Capitol Hill Bureau Chief
President Obama on Thursday signed a bill to renew jobless benefits for roughly 2.5 million Americans whose unemployment help expired in June.
Earlier Thursday, the House voted
272 to 152 to approve the measure after months of partisan wrangling. Ten Democrats voted against the bill, while 31 Republicans crossed party lines to support it. The Senate passed the bill Wednesday.
Benefits will be paid retroactively to the time they expired and will continue through November. People who have been out of work for up to 99 weeks will be eligible for the extension. This is the eighth time Congress has extended federal funding for unemployment benefits since the beginning of the country's economic downturn.
Of the 13 million Americans without full-time jobs, 7 million have been unemployed for more than 26 weeks.
The primary dispute over the bill came from a disagreement over whether the $34 billion cost should be paid for through deficit spending, as Senate Democrats argued was necessary, or covered by unspent stimulus funds, as Republicans wanted.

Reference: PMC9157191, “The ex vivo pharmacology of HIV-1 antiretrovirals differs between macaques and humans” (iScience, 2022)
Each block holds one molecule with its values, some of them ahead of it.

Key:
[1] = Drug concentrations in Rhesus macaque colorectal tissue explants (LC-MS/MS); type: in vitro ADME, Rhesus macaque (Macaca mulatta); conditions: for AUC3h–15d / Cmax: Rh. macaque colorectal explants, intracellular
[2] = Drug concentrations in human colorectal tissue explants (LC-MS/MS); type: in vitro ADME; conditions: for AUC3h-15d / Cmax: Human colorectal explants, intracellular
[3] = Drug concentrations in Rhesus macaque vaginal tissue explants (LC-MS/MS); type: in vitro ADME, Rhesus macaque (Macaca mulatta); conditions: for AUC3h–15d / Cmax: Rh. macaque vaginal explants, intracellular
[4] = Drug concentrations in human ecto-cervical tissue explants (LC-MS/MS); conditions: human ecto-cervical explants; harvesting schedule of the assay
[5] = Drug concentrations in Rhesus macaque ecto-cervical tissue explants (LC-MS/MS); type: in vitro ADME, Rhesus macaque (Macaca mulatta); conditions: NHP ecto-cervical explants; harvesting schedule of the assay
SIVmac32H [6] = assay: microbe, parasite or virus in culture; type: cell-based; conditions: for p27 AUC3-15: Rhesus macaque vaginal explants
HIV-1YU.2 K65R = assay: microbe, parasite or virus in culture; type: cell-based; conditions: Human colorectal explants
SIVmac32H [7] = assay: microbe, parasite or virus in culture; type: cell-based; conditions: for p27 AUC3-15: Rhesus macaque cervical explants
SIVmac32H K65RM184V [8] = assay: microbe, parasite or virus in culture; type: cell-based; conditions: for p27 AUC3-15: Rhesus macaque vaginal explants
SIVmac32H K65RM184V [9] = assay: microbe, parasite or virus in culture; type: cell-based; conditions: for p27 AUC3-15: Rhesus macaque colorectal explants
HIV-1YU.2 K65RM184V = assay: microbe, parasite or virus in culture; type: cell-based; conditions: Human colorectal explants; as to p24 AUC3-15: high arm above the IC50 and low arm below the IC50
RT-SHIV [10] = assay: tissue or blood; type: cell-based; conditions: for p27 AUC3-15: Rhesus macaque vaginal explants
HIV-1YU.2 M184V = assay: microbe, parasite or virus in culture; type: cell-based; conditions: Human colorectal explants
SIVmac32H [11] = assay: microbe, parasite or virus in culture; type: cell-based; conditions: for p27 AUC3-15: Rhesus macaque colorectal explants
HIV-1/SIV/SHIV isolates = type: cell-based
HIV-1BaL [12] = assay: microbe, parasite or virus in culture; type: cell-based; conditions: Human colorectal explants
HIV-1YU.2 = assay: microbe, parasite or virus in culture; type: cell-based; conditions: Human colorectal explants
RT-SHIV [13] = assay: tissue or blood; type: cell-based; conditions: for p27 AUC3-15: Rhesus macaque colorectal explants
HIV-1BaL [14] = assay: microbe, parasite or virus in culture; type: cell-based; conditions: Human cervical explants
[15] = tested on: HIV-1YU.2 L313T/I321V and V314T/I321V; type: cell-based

Moments before the House vote, Speaker Nancy Pelosi said Republicans are only committed to balancing budgets when they're not in charge.
"It is really sad that it has to come to this," she said. "While they increased the deficit by trillions of dollars, while we lost jobs, when they took us to a brink of financial crisis of our financial industry, when they took us deep into recession, when they took us deep into deficit, they want to return to the exact same agenda. We are not going back."
But Rep. Tom McClintock (R-Calif.) said continued deficit spending by the Democrats only hurts the country more than it was hurt by the Bush administration's spending. "Yes, there was irresponsible fiscal policy," he said. "Why in the world would you want to exacerbate and continue that bad policy? Republicans have learned their lesson. It seems that lesson has not yet been learned on the other side of the aisle."
In addition to extending unemployment benefits, the bill also extends eligibility for the home buyer tax credit. People who signed a contract on a home before April 30 can claim the credit if they close before October 1.